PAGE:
Forms, Methods and Tools Friday, June 8th, 2018

Leveraging the Smartphone as a Teaching Tool

Heather Snyder-Quinn, Graphic Design Faculty, DePaul University

Leveraging the smartphone as a creative teaching tool: Educating students to think beyond present limitations, while also understanding the societal impact of their designs

Educators are often frustrated with students’ attachment to their smartphones. But why do we assume the smartphone isn’t a creative tool akin to a pencil or brush—a simple way of seeing and interpreting the world around us?

 

As the world of design moves from the industrial age into the knowledge economy, it’s imperative that students understand an ever-expanding array of principles. In the words of Seymour Papert: “The role of the teacher is to create the conditions for invention rather than provide ready-made knowledge.” As classroom content grows, the best thing we can teach students is how to be adaptive and curious thinkers.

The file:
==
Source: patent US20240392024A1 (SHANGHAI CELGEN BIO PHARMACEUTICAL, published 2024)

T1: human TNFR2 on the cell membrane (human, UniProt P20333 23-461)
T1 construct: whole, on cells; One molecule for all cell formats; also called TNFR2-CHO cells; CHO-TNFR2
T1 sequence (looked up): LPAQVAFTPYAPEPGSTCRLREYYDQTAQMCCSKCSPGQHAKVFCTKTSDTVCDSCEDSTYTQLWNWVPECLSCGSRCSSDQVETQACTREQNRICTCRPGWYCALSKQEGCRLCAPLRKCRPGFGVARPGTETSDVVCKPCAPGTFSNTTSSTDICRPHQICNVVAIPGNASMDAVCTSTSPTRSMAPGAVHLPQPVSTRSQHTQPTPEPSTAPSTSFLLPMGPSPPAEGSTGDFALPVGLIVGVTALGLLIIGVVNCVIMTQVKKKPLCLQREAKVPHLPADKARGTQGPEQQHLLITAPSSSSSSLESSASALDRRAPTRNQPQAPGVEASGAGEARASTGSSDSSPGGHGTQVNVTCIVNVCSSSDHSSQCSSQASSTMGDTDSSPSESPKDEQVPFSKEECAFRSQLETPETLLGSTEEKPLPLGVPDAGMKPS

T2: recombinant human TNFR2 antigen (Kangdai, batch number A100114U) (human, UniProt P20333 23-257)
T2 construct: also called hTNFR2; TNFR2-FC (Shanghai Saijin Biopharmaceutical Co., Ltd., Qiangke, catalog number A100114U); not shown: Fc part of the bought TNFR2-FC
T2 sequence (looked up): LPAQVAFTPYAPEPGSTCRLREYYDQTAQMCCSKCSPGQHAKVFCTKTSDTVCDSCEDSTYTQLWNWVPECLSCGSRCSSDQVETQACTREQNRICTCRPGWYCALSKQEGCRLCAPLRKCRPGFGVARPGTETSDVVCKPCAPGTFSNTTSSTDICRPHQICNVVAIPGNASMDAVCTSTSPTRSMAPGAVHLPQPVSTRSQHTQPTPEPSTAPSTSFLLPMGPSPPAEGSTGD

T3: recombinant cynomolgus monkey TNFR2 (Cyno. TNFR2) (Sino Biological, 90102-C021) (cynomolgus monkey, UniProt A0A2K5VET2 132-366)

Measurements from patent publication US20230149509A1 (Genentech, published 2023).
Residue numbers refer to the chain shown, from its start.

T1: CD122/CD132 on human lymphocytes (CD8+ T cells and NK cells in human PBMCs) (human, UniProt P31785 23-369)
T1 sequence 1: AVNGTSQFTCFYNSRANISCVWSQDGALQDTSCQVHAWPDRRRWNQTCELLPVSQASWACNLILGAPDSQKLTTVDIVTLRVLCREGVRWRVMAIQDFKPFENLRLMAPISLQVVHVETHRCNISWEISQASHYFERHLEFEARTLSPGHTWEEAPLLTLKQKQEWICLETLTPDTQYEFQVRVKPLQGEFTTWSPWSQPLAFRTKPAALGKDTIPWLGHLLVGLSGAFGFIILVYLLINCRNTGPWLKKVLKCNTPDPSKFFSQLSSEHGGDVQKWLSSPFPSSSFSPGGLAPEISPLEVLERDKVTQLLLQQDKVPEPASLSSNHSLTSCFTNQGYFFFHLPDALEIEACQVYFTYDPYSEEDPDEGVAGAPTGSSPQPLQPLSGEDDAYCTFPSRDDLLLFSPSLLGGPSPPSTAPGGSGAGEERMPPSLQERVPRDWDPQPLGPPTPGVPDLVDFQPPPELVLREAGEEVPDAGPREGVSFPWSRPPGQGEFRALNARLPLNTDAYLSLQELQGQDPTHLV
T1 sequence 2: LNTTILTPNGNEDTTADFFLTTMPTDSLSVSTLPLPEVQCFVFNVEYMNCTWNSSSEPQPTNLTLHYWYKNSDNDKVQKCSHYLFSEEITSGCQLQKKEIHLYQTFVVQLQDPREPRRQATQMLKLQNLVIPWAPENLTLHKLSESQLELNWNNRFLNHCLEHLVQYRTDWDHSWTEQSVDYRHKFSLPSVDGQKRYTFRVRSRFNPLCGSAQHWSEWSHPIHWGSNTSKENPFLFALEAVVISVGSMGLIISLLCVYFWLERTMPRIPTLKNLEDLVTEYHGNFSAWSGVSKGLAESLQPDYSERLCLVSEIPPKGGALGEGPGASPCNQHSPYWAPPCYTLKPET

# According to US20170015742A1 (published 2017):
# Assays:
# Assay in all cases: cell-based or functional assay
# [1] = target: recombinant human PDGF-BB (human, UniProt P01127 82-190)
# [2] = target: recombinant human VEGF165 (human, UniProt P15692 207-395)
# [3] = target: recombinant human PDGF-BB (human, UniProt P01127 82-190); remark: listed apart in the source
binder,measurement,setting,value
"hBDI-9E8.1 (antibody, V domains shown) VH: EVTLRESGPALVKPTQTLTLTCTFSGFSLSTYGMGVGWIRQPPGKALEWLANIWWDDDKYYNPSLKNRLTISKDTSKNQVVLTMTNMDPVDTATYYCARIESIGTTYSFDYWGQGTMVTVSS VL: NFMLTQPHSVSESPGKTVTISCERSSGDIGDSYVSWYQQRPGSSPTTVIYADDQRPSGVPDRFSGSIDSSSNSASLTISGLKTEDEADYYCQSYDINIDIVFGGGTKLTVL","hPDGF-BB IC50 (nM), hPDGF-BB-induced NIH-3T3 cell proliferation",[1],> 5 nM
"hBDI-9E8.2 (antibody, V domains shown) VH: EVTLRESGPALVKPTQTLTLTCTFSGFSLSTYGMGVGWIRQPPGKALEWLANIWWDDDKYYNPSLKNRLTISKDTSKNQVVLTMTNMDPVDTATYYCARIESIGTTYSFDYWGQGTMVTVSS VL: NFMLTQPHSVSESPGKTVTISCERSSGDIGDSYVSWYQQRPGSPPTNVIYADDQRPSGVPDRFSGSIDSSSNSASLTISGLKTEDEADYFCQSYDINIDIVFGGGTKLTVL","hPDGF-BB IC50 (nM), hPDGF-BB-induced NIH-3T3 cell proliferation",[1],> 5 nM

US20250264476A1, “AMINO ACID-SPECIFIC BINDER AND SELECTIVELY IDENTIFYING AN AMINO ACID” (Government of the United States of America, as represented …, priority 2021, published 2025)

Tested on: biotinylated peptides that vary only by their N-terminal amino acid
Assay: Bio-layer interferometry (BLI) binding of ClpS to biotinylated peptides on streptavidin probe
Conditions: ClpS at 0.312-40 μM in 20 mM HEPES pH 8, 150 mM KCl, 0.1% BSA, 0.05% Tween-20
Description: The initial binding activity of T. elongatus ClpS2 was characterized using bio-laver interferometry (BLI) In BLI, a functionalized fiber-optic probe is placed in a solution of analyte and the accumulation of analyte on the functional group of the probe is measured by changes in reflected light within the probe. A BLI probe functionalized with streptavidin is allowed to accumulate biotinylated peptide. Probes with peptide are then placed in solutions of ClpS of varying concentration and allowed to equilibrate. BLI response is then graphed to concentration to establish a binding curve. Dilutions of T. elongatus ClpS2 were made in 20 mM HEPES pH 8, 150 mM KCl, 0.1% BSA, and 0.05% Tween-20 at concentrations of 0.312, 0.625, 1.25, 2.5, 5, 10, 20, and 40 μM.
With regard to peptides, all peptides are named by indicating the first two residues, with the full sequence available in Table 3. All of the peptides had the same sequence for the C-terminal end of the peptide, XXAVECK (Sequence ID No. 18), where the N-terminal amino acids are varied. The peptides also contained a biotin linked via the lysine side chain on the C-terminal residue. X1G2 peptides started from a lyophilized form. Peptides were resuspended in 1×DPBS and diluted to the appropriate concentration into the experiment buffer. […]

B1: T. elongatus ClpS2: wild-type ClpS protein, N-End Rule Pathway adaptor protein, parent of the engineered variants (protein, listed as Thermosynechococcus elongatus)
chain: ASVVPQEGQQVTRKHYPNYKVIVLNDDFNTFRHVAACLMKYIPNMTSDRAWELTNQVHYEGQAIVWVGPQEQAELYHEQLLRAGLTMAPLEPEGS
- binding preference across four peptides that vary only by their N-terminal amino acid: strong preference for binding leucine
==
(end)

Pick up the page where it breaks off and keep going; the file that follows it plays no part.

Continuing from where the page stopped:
Students can best embrace uncertainty and find comfort in discovery by pushing the boundaries of the familiar, and this is why the phone excels as a teaching tool. Analogous to the way a drawing teacher encourages mark-making with a branch or one’s foot, we can use a smartphone’s features in unintended ways that harness its power for creation. Additionally, by exploring the capabilities of, and ever-present reliance upon our smartphones, we can open the classroom conversation to discuss ethical implications in design, including accessibility, privacy and addiction.

 

Although we must be vigilantly aware of our own assumptions from privilege, the democratization of the smartphone poses the opportunity to develop pedagogical methods and tools that translate effectively to areas of the world where there are limited resources, and where socio-economic circumstances vary widely.

 

The smartphone is a portable tool that is an extension of most students’ hands. Once students learn to use the smartphone in unintended and novel ways, they can apply this method to past technologies and those yet to be imagined. By having students hack, and create in this manner, we are teaching them to think beyond present limitations, while also understanding the societal impact of their designs.